Researchers from the Sikkim University, Gangtok and National Center for Microbial Resource, National Center for Cell Science (NCCS), Pune, based their conclusion after finding a rich diversity of teeming microbes in starter cultures - a preparation that's
Traditional home-based brewing of ethnic alcoholic beverages in Sikkim and Meghalaya can be transformed into a robust industry if adequate scientific and technical boost is provided, researchers said.
Researchers from the Sikkim University, Gangtok and National Center for Microbial Resource, National Center for Cell Science (NCCS), Pune, based their conclusion after finding a rich diversity of teeming microbes in starter cultures - a preparation that's used to kick-start the fermentation process for ethnic fermented food.
The study focused on profiling the microbial community composition of "marcha" and "thiat" - traditionally prepared ethnic starter cultures of Sikkim and Meghalaya using next generation sequencing (DNA sequencing).
These traditional practices preserve native microbes in the form of dry, flattened or round balls for alcoholic beverages and are common in ethnic communities of South-East Asia, including the Himalayan regions of India, Nepal, Bhutan and China.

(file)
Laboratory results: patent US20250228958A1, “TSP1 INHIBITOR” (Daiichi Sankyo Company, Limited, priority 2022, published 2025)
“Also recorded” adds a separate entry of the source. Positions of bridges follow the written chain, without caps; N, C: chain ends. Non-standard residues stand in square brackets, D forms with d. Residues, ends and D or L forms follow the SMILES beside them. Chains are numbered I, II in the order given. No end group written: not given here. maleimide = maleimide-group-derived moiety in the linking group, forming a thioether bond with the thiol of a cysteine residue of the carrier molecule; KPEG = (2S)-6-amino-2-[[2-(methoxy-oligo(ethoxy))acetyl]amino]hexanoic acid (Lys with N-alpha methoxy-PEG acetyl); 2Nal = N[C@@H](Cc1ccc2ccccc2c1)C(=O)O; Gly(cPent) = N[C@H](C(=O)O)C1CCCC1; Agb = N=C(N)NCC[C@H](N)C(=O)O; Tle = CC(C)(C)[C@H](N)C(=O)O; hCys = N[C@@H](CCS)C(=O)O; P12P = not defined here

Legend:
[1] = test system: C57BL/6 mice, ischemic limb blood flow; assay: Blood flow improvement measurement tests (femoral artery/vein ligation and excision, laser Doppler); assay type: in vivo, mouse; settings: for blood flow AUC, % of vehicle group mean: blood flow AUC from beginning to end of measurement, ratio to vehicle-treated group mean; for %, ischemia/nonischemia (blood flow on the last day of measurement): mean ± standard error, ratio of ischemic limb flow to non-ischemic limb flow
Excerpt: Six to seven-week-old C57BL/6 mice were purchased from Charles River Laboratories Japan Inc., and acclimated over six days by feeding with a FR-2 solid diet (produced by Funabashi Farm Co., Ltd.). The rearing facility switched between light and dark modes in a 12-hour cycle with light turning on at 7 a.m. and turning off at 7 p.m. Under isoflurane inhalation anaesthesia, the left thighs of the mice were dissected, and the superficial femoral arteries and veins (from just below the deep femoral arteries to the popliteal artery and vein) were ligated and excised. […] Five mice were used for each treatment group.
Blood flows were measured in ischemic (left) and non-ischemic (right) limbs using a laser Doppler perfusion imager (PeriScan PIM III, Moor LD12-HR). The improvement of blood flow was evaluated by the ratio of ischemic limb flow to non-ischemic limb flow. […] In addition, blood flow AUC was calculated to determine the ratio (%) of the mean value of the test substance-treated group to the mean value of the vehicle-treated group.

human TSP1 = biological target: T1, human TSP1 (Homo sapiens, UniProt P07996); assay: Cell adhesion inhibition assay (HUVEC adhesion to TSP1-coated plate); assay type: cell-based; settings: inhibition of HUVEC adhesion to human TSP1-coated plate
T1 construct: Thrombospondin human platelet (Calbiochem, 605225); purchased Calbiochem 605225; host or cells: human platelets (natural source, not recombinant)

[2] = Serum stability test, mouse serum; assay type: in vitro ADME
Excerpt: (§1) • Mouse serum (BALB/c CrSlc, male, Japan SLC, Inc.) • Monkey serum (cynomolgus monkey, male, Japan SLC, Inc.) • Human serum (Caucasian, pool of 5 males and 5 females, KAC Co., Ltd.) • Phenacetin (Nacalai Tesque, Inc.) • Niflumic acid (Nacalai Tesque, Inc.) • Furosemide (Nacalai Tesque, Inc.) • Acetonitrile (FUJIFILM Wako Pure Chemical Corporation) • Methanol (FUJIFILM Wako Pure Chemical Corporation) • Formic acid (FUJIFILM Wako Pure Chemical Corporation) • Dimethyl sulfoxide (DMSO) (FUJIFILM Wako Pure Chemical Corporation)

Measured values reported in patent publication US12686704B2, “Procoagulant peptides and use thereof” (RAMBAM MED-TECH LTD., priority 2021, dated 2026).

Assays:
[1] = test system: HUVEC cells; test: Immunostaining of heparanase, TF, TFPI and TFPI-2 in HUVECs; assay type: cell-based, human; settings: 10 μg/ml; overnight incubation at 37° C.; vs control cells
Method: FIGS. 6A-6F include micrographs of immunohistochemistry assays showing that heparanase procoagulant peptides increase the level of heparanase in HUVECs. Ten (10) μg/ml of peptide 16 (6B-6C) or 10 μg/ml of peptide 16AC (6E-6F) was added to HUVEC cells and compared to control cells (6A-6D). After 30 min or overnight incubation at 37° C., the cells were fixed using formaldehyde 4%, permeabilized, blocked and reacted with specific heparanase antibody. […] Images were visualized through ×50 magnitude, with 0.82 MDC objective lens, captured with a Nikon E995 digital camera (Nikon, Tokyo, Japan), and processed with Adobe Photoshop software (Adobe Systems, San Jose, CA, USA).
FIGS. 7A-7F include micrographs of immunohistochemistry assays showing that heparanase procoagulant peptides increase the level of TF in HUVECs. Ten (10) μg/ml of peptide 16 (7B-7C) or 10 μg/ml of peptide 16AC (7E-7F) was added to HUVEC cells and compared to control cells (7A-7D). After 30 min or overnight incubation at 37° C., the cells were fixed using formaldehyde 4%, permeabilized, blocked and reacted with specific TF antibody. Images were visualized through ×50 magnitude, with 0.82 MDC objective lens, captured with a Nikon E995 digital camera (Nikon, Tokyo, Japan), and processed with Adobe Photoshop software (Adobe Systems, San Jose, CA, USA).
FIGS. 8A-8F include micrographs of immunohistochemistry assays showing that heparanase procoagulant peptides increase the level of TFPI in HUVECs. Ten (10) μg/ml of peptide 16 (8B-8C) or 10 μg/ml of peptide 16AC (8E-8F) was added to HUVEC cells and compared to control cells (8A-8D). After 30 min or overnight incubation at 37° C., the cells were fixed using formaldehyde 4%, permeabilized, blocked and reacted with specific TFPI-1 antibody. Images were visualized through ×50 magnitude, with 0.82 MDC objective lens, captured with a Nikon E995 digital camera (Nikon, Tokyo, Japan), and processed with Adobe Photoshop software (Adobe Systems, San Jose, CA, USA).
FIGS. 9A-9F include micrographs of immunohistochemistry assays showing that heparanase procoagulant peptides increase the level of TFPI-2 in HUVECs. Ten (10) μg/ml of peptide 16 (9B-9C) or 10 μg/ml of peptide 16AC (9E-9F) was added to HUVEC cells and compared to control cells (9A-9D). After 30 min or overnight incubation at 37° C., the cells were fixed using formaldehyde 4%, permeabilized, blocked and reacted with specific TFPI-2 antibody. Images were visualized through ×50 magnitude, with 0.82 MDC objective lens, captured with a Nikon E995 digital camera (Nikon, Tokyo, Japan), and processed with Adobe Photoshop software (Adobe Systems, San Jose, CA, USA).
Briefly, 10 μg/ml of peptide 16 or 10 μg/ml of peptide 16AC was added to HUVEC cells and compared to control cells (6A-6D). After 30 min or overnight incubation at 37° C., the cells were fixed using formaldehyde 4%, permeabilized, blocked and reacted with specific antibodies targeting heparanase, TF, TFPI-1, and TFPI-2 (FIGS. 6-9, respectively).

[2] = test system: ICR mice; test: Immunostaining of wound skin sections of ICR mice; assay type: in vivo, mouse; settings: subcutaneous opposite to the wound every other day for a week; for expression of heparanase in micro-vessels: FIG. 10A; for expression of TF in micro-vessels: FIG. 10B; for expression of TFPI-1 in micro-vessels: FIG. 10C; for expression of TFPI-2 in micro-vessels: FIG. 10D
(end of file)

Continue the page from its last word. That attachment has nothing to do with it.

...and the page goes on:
Published in the Nature Scientific Reports in September, this is the first report on complete microbial community profile of traditionally prepared amylolytic starters of India using Next Generation Sequencing (NGS) technique.
"Ethnic fermented beverages and alcoholic drinks have the potential to develop the beverage industry if proper scientific and technical support is applied to the existing indigenous practices of home based alcoholic fermentation," said Tamang, Department of Microbiology, Sikkim University.
"Marcha" is prepared from soaked rice with some wild herbs, ginger and red dry chilli and one to two per cent of previously prepared "marcha" powder. The final product after grinding, fermentation and sun drying are round or flattened balls that are used as starters for production of cereal-based ethnic fermented beverages such as "akodo ko jaanr", "abhaati jaanr" and "araksi" etc.
During "thiat" preparation, soaked glutinous rice is grinned with leaves and roots of a wild plant. It is mixed and made into dough by adding water. It is used to ferment alcoholic beverage locally called "akiad" in Meghalaya.